You can't decode MP3s to the Dolby Digital True HD or DTS Masters HD because MP3s are stereo.

    You can't encode MP3s to Dolby Digital True HD or DTS HD Masters because because no such upmixing technology or soundcard that exists (yet)

    However you can encode MP3s regular Dolby Digital 5.1 and DTS 5.1 (using Dolby Digital Live & DTS connect with soundcards like your HD Claro Plus via SPDIF)


    The Logitech's amp doesn't support the HD standards (True HD/Masters) only regular DTS 5.1 and DD 5.1






    This isn't 100% true. Dolby Digital 5.1 and DTS 5.1 is compressed even through HDMI. Only True HD and DTS HD Master are lossless through HDMI.



    Going the graphics card route. ATI or Nvidia cards will allow decoding (not encoding) of DTS/DD and DTS True HD and DTS HD Masters 7.1.

    Bear in mind there is no encoding so MP3s will be in stereo and you'd need an authentic physical DVD/BlueRay disc to play back the above technologies - or download extremely high quality versions of the movie via a torrent which have retained the original audio.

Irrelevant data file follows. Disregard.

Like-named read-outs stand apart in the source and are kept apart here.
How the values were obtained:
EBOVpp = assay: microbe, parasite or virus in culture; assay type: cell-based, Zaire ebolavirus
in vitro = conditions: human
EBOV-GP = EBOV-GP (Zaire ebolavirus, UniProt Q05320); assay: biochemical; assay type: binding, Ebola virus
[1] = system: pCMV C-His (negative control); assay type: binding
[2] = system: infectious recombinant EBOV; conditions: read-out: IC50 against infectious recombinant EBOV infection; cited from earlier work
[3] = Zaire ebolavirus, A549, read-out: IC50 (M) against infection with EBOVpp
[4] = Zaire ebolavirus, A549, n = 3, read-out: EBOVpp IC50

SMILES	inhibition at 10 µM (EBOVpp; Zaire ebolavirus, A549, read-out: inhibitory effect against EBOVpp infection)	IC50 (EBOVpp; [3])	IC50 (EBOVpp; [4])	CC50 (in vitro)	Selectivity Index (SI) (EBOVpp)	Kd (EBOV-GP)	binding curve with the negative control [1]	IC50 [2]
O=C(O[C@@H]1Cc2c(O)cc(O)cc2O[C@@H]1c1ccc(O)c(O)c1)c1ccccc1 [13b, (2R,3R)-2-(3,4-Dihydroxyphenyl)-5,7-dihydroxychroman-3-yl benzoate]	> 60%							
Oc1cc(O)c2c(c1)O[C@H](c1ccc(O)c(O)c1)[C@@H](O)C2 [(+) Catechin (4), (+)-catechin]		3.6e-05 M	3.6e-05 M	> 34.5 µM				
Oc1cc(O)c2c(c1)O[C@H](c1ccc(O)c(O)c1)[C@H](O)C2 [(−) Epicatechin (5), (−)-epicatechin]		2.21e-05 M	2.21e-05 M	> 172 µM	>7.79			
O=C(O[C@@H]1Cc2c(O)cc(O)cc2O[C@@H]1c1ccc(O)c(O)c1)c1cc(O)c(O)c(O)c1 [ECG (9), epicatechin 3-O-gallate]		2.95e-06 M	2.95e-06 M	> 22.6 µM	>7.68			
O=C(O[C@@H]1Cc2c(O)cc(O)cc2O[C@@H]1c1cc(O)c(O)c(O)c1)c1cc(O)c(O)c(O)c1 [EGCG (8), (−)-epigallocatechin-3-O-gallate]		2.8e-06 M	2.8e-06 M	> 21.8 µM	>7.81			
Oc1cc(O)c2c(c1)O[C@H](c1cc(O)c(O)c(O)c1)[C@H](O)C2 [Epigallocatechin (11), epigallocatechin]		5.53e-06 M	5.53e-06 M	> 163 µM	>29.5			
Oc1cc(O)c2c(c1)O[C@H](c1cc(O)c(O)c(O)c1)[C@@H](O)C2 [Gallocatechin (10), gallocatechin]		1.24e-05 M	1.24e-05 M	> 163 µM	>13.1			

Techguy31, I would recommend the Auzentech Theater HD or Xonar HDAV because they have HDMI output and supports encoding of regular DTS/DD. This means that on your physical and authentic BluRay (or high quality BluRay rip downloads) you can decode DTS HD Masters and True HD via passthrough, whilst listening you MP3s in regular DD/DTS using it's encoding.
    Last edited: Jun 18, 2011
    m4gicfour and techguy31 say thanks.
  17. techguy31

    Joined:
    May 23, 2010
    Messages:
    500 (0.32/day)
    Thanks Received:
    38
    THANK YOU ALL for the very in depth information about my question.
  18. m4gicfour

    m4gicfour

    Joined:
    May 21, 2008
    Messages:
    845 (0.37/day)
    Thanks Received:
    309
    Yeah that's correct. I don't know where I read that ATI's newer cards could encode (and I did read that, somewhere on a reputable site, but the page doesn't seem to exist anymore, or at least I can't find it on google with the same search terms. AMD's specs page is kind of ambiguous, but if it could do encoding (and physically it should be able to, encoding can be done basically all in software, if they ever decide to get the licence) they'd have said so. Either way, there should be no reason to want to encode to any of the DTS/Dolby formats unless you're a content creator. All it does is compress the sound and add DRM, in some cases. LPCM is as good as you can get, and every bit as good as DTS-HD MA, given an equal quality soure.


    Sorry about the misinformation, and good luck with your sound.
    Last edited: Jun 19, 2011

Currently Active Users Viewing This Thread: 1 (0 members and 1 guest)

Share This Page